She continued to observe the situation for several more minutes, watching as the bodies of the husband and wife were dumped through a window near the auction block, watching as a father and mother tried to sell off their two young boys with no success. It would be interesting to watch that family’s dinner later that night.
At the end of it, she had more than enough information to make her case. She turned and walked back to the door that she had entered through, slid out into the sludge once more, and walked back into the main street. As she reentered the main city, she caught a glimpse of three men hauling one of her sisters towards the market, sadistic smiles on their faces. She rather hoped that her sister would do away with the disgusting men, but understood if she decided to let them go free. As long as she was there when Nalia needed her to be.
With that, she began wandering through the city once more. As she drew near to the governor’s mansion at the center of town, curiosity began to once more draw her attention. The wall separating the former Sintison side and Elsinor side had been knocked down. Nothing extraordinary there, but what was interesting were the large wagons parked along that former barrier.
She walked in that direction, peering at the soldiers that stood guard over whatever they contained. No horses were hooked to the vehicles, which at the least implied that they were meant to stay there for some time.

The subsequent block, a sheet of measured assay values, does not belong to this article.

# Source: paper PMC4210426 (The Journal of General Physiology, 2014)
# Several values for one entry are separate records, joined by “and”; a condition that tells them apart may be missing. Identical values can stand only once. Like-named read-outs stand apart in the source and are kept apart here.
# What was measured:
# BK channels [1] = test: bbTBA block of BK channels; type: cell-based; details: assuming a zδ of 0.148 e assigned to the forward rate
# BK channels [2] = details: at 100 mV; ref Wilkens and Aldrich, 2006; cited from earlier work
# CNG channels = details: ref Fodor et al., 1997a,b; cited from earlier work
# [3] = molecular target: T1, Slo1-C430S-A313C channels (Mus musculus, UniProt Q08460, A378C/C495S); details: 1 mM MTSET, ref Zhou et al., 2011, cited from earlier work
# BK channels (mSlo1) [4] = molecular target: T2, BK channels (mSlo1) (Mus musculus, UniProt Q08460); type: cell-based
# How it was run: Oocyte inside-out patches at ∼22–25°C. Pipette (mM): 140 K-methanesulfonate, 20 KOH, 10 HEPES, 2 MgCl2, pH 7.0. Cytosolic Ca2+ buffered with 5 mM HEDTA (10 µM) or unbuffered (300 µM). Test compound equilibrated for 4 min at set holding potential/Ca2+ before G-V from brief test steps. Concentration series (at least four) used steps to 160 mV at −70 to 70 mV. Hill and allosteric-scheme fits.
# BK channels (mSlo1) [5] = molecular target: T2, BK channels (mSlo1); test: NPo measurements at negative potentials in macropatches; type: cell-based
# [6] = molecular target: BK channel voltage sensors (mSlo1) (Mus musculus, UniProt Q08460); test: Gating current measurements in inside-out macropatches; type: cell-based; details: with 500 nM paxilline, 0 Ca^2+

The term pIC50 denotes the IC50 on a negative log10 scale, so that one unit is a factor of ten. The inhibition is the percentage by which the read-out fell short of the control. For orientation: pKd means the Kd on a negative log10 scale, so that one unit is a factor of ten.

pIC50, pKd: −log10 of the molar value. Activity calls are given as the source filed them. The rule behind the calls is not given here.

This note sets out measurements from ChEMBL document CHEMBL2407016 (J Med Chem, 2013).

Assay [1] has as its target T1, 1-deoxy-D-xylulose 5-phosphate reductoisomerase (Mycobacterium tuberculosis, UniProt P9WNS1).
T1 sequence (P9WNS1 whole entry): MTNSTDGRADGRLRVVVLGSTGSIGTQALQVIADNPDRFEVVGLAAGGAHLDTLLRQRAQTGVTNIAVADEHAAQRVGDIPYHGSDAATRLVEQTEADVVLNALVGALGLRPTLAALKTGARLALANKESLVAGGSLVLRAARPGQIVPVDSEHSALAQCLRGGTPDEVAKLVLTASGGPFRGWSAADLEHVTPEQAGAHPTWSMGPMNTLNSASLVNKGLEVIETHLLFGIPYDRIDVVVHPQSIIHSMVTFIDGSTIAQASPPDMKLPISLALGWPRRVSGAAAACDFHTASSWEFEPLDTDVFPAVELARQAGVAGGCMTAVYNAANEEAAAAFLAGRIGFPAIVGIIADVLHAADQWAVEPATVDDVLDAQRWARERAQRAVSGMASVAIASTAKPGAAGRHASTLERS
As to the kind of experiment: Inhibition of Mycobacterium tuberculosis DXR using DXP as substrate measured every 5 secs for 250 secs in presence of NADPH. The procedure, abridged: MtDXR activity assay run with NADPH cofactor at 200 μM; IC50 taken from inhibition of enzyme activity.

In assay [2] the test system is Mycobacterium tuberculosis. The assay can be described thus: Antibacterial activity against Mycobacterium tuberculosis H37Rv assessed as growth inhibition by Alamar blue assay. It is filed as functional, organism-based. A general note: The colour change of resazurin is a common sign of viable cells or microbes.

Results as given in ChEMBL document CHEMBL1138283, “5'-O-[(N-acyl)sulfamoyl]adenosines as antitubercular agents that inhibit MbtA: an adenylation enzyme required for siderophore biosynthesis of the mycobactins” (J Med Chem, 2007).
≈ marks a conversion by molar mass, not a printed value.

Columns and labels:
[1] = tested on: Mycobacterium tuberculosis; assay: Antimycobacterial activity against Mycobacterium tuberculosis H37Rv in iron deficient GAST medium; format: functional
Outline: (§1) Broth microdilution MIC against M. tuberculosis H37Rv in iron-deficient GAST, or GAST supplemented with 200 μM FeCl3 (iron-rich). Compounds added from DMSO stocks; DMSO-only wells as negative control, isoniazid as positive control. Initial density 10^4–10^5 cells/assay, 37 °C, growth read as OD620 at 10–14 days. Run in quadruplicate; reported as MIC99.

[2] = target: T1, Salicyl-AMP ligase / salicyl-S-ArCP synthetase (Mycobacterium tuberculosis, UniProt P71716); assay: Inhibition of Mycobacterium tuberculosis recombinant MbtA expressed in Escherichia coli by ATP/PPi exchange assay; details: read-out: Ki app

“Halt!” One of the soldiers called down from his post atop one of the wagons. “Only former citizens of Elsinor allowed here.”
Nalia bowed her head in submission. “But aren’t we all citizens of the same country now?”
“The orders are straight from General Flachard. You’ll have to take it up with him.” The soldier kept his beck straight. “Now get moving! We’re going to guard this wagon with our lives, I don’t want any more incidents.”
Nalia nodded her head once more and turned. That had been enough. Management of the city was quite obviously being mishandled spectacularly, which meant that she had a job to do. It was slightly beyond the orders that King Korvac had given her, but as she made the decision, she could hear Gethsemia’s dark voice pushing her onward in agreement with her actions.
It took mere seconds to find a darkened doorway with no one watching. The moment she set foot inside, she placed an image in her mind of the governor’s mansion. Dark energy flowed up around her, transporting her away. As she rematerialized, she found herself standing in front of a rather lavish desk. Her clothes were once more the dark, shadowy clothes of Gethsemia, and as everyone else in the room jumped, she narrowed her eyes in disregard of the man sitting behind the desk.
He was a short and rather skinny individual, wearing the regal clothes of the Sintison army. He nearly fell over as he lurched backwards, then slowly sighed and placed a hand over his heart.
“My apologies! You must be Nalia. King Korvac sent me word to expect you.”
Nalia refused to answer, and instead simply continued to stare him down. She assumed that this was General Flachard, but she needed to be certain.